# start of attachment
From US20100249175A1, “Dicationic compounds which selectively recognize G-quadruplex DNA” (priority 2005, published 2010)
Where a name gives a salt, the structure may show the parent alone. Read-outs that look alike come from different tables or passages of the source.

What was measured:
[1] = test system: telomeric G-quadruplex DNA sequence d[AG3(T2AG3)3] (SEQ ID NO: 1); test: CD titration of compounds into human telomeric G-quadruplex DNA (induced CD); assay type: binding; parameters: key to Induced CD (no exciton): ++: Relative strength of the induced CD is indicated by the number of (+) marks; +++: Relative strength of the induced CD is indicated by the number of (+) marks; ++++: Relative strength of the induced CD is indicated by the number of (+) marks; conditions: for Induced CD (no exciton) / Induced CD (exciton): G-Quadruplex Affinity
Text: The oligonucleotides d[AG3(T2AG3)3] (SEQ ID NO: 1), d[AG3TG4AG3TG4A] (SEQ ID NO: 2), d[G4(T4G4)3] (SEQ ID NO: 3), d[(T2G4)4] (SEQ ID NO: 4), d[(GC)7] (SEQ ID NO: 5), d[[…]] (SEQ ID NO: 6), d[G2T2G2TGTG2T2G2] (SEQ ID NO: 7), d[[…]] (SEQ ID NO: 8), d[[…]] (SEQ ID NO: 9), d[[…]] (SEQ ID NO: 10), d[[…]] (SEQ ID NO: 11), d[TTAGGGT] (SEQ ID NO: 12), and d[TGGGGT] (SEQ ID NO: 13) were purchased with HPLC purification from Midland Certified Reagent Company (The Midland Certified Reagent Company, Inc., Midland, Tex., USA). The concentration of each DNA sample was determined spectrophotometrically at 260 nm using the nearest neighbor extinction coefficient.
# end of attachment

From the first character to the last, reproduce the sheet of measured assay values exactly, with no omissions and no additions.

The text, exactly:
From US20100249175A1, “Dicationic compounds which selectively recognize G-quadruplex DNA” (priority 2005, published 2010)
Where a name gives a salt, the structure may show the parent alone. Read-outs that look alike come from different tables or passages of the source.

What was measured:
[1] = test system: telomeric G-quadruplex DNA sequence d[AG3(T2AG3)3] (SEQ ID NO: 1); test: CD titration of compounds into human telomeric G-quadruplex DNA (induced CD); assay type: binding; parameters: key to Induced CD (no exciton): ++: Relative strength of the induced CD is indicated by the number of (+) marks; +++: Relative strength of the induced CD is indicated by the number of (+) marks; ++++: Relative strength of the induced CD is indicated by the number of (+) marks; conditions: for Induced CD (no exciton) / Induced CD (exciton): G-Quadruplex Affinity
Text: The oligonucleotides d[AG3(T2AG3)3] (SEQ ID NO: 1), d[AG3TG4AG3TG4A] (SEQ ID NO: 2), d[G4(T4G4)3] (SEQ ID NO: 3), d[(T2G4)4] (SEQ ID NO: 4), d[(GC)7] (SEQ ID NO: 5), d[[…]] (SEQ ID NO: 6), d[G2T2G2TGTG2T2G2] (SEQ ID NO: 7), d[[…]] (SEQ ID NO: 8), d[[…]] (SEQ ID NO: 9), d[[…]] (SEQ ID NO: 10), d[[…]] (SEQ ID NO: 11), d[TTAGGGT] (SEQ ID NO: 12), and d[TGGGGT] (SEQ ID NO: 13) were purchased with HPLC purification from Midland Certified Reagent Company (The Midland Certified Reagent Company, Inc., Midland, Tex., USA). The concentration of each DNA sample was determined spectrophotometrically at 260 nm using the nearest neighbor extinction coefficient.